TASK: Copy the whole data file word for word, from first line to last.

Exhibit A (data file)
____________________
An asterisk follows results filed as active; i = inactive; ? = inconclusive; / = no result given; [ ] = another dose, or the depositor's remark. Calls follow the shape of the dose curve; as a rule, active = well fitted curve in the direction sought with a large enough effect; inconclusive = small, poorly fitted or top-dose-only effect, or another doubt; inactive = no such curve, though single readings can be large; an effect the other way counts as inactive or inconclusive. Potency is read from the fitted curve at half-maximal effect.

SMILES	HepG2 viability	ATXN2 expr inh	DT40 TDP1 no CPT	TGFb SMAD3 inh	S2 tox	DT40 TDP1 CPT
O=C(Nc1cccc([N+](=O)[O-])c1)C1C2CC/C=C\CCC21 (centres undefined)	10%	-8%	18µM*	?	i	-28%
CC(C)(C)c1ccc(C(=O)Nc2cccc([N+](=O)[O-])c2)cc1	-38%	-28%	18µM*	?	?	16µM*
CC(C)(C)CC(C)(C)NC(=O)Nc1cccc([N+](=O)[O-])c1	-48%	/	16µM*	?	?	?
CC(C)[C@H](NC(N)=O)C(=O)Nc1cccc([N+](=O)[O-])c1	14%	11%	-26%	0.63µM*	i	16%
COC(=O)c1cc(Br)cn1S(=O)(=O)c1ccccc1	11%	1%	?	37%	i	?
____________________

An asterisk follows results filed as active; i = inactive; ? = inconclusive; / = no result given; [ ] = another dose, or the depositor's remark. Calls follow the shape of the dose curve; as a rule, active = well fitted curve in the direction sought with a large enough effect; inconclusive = small, poorly fitted or top-dose-only effect, or another doubt; inactive = no such curve, though single readings can be large; an effect the other way counts as inactive or inconclusive. Potency is read from the fitted curve at half-maximal effect.

SMILES	HepG2 viability	ATXN2 expr inh	DT40 TDP1 no CPT	TGFb SMAD3 inh	S2 tox	DT40 TDP1 CPT
O=C(Nc1cccc([N+](=O)[O-])c1)C1C2CC/C=C\CCC21 (centres undefined)	10%	-8%	18µM*	?	i	-28%
CC(C)(C)c1ccc(C(=O)Nc2cccc([N+](=O)[O-])c2)cc1	-38%	-28%	18µM*	?	?	16µM*
CC(C)(C)CC(C)(C)NC(=O)Nc1cccc([N+](=O)[O-])c1	-48%	/	16µM*	?	?	?
CC(C)[C@H](NC(N)=O)C(=O)Nc1cccc([N+](=O)[O-])c1	14%	11%	-26%	0.63µM*	i	16%
COC(=O)c1cc(Br)cn1S(=O)(=O)c1ccccc1	11%	1%	?	37%	i	?